Laurel Park residents are still divided about a controversial buffer zone that would change the development process for projects planned within 100 feet of the downtown neighborhood.
But, after hearing from both proponents and opponents, city commissioners voted unanimously Monday Jan. 8, in favor of a sending a draft of the buffer zone to the Sarasota Planning Board. The planning board will vote on the buffer-zone proposal as a zoning text amendment after city planners put the finishing touches on the draft.
Proponents say residents should have input on larger projects that will change their neighborhood. They also want the city to change the appeal process so that it is easier to file an appeal of a development proposed in the buffer zone bordering Laurel Park.
Kate Lowman, president of the Laurel Park Neighborhood Association, said the buffer would give residents “a voice on big projects” built on the border of Laurel Park.
Some neighbors, however, say the changes would contradict the city’s long-planned Downtown Master Plan and deter future development.
Michael Saunders, of Michael Saunders & Co., who owns property on Orange Avenue abutting Laurel Park, and other developers say the buffer zone would give unfair and unique power to one neighborhood in the city.
Longtime Laurel Park resident and downtown activist Diana Hamilton said she was surprised by the outcome Monday. Hamilton said the buffer proposal — if approved — would lead to legal action by developers and property owners.
“It is going to be lawsuit hell,” Hamilton said after the vote.
Several variations of the buffer zone have been proposed. The latest version would change the development process for projects near Laurel Park in two major ways. It would require developers to hold two public community workshops if they apply for a building permit. Currently, city staff reviews and approves developments that meet the zoning code in the Downtown Edge area surrounding Laurel Park — without a public hearing. The first meeting would be held before the developer files plan, and the second workshop would be held after the developer has detailed plans for the project.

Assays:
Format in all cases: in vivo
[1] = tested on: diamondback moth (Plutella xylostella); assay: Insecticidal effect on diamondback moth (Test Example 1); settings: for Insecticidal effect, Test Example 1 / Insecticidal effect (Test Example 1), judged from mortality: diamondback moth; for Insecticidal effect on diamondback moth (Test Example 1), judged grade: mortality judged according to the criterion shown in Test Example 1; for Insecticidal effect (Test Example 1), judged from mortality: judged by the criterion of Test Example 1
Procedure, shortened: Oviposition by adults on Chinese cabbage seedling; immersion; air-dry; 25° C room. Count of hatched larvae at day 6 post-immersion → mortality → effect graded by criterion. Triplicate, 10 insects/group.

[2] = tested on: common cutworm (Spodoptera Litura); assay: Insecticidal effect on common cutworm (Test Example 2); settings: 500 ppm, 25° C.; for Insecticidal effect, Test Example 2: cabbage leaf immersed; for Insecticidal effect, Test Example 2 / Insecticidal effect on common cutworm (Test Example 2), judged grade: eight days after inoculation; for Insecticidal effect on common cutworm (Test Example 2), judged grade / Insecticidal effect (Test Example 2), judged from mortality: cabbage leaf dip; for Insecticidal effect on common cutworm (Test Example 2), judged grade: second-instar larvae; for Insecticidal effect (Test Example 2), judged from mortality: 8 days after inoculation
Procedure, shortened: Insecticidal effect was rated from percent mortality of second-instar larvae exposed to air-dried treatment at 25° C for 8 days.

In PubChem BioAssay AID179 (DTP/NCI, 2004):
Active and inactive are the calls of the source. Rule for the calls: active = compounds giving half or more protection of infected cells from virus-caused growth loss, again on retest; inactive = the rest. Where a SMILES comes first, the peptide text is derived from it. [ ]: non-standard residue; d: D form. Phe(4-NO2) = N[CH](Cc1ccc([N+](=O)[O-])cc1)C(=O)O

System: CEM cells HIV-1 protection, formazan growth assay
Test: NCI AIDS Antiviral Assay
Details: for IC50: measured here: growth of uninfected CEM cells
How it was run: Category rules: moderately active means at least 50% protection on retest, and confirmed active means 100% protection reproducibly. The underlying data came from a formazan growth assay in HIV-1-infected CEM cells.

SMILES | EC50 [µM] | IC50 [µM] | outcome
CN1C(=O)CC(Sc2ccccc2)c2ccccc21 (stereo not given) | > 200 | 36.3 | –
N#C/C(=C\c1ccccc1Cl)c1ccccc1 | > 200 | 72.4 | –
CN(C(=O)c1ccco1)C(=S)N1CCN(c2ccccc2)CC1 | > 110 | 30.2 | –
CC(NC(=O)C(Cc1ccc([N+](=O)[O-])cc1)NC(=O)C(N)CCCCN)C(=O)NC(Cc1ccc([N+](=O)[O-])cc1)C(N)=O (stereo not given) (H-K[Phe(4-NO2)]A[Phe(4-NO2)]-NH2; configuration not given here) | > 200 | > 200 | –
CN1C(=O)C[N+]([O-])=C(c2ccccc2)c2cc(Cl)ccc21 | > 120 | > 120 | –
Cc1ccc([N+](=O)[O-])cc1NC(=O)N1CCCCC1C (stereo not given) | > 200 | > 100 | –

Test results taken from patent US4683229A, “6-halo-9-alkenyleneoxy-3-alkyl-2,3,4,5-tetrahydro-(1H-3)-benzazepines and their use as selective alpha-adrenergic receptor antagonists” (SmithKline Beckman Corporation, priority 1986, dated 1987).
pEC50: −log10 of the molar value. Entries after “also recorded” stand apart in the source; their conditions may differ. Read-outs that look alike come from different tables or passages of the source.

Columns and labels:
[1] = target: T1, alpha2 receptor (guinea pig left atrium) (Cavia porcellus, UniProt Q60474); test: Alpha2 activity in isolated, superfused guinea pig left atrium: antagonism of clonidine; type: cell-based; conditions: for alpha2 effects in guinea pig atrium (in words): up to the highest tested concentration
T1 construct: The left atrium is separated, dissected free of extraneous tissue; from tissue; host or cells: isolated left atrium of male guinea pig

The buffer would also make it easier for residents to appeal nearby developments the city approves. It would widen the pool of residents who are allowed to file an appeal.
Hamilton thinks the community workshops are a good idea, but the buffer proposal’s changes to the way appeals are filed is a drastic shift.
Said Hamilton: “My concern here is we have morphed a little over the line. From ‘we want to have our say’ to ‘we want our way.’”
Advocates of the proposal, however, said they were pleased that a buffer zone they have been lobbying for since 2011 is finally moving ahead.
“The time has come,” Lowman said. “We have appeared (before the City Commission) multiple times.” “We are not anti-development,” longtime Laurel Park resident Jolie McInnis said to commissioners. “What we want is to have thoughtful projects that add to everyone’s quality of life.
Opponents of the proposal say it would be a major change to development guidelines that took years to put into place.
Like residents, city commissioners were also divided on the buffer zone, but they ultimately decided to move it on to the next step.
Commissioner Paul Caragiulo said he thought having public developer-held neighborhood workshops was a good idea. But the commissioner said he was concerned that the aspect of the buffer proposal that would make it easier for residents to appeal a site plan undermines the city’s current appeal process.